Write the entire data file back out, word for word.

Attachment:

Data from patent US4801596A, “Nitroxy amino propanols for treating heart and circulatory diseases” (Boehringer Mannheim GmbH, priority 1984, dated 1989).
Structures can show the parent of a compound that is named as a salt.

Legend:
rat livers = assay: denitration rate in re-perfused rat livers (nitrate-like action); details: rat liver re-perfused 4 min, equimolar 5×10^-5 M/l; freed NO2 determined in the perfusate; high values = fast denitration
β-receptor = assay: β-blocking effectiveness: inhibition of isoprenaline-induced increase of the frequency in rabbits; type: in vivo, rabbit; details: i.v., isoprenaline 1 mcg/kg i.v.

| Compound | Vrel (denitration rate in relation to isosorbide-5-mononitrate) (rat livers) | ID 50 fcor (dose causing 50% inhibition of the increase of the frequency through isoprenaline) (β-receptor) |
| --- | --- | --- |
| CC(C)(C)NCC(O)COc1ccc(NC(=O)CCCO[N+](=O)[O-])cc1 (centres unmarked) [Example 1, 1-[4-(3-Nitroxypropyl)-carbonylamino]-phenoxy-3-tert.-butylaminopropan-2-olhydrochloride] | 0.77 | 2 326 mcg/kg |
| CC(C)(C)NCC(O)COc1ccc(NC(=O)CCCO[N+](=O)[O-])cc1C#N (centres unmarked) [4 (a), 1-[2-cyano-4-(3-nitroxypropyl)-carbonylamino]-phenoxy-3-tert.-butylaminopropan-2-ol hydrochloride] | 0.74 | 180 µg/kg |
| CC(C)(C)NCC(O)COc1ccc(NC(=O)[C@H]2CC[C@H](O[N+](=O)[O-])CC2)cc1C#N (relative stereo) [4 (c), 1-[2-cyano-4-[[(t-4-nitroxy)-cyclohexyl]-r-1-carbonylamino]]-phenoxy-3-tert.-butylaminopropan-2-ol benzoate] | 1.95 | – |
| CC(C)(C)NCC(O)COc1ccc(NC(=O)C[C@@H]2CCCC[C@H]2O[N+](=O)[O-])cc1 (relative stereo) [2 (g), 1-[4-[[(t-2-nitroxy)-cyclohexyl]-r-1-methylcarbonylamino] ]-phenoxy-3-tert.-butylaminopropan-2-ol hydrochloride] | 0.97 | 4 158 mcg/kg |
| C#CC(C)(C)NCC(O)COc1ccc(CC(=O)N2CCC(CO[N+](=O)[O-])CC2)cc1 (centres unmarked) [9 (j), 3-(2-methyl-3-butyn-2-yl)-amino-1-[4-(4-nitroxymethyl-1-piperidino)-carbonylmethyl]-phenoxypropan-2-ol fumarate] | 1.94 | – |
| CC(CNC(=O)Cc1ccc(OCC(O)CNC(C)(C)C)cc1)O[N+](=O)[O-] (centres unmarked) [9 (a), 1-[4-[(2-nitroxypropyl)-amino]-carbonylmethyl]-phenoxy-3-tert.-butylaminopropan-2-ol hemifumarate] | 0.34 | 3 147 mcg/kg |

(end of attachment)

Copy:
Data from patent US4801596A, “Nitroxy amino propanols for treating heart and circulatory diseases” (Boehringer Mannheim GmbH, priority 1984, dated 1989).
Structures can show the parent of a compound that is named as a salt.

Legend:
rat livers = assay: denitration rate in re-perfused rat livers (nitrate-like action); details: rat liver re-perfused 4 min, equimolar 5×10^-5 M/l; freed NO2 determined in the perfusate; high values = fast denitration
β-receptor = assay: β-blocking effectiveness: inhibition of isoprenaline-induced increase of the frequency in rabbits; type: in vivo, rabbit; details: i.v., isoprenaline 1 mcg/kg i.v.

| Compound | Vrel (denitration rate in relation to isosorbide-5-mononitrate) (rat livers) | ID 50 fcor (dose causing 50% inhibition of the increase of the frequency through isoprenaline) (β-receptor) |
| --- | --- | --- |
| CC(C)(C)NCC(O)COc1ccc(NC(=O)CCCO[N+](=O)[O-])cc1 (centres unmarked) [Example 1, 1-[4-(3-Nitroxypropyl)-carbonylamino]-phenoxy-3-tert.-butylaminopropan-2-olhydrochloride] | 0.77 | 2 326 mcg/kg |
| CC(C)(C)NCC(O)COc1ccc(NC(=O)CCCO[N+](=O)[O-])cc1C#N (centres unmarked) [4 (a), 1-[2-cyano-4-(3-nitroxypropyl)-carbonylamino]-phenoxy-3-tert.-butylaminopropan-2-ol hydrochloride] | 0.74 | 180 µg/kg |
| CC(C)(C)NCC(O)COc1ccc(NC(=O)[C@H]2CC[C@H](O[N+](=O)[O-])CC2)cc1C#N (relative stereo) [4 (c), 1-[2-cyano-4-[[(t-4-nitroxy)-cyclohexyl]-r-1-carbonylamino]]-phenoxy-3-tert.-butylaminopropan-2-ol benzoate] | 1.95 | – |
| CC(C)(C)NCC(O)COc1ccc(NC(=O)C[C@@H]2CCCC[C@H]2O[N+](=O)[O-])cc1 (relative stereo) [2 (g), 1-[4-[[(t-2-nitroxy)-cyclohexyl]-r-1-methylcarbonylamino] ]-phenoxy-3-tert.-butylaminopropan-2-ol hydrochloride] | 0.97 | 4 158 mcg/kg |
| C#CC(C)(C)NCC(O)COc1ccc(CC(=O)N2CCC(CO[N+](=O)[O-])CC2)cc1 (centres unmarked) [9 (j), 3-(2-methyl-3-butyn-2-yl)-amino-1-[4-(4-nitroxymethyl-1-piperidino)-carbonylmethyl]-phenoxypropan-2-ol fumarate] | 1.94 | – |
| CC(CNC(=O)Cc1ccc(OCC(O)CNC(C)(C)C)cc1)O[N+](=O)[O-] (centres unmarked) [9 (a), 1-[4-[(2-nitroxypropyl)-amino]-carbonylmethyl]-phenoxy-3-tert.-butylaminopropan-2-ol hemifumarate] | 0.34 | 3 147 mcg/kg |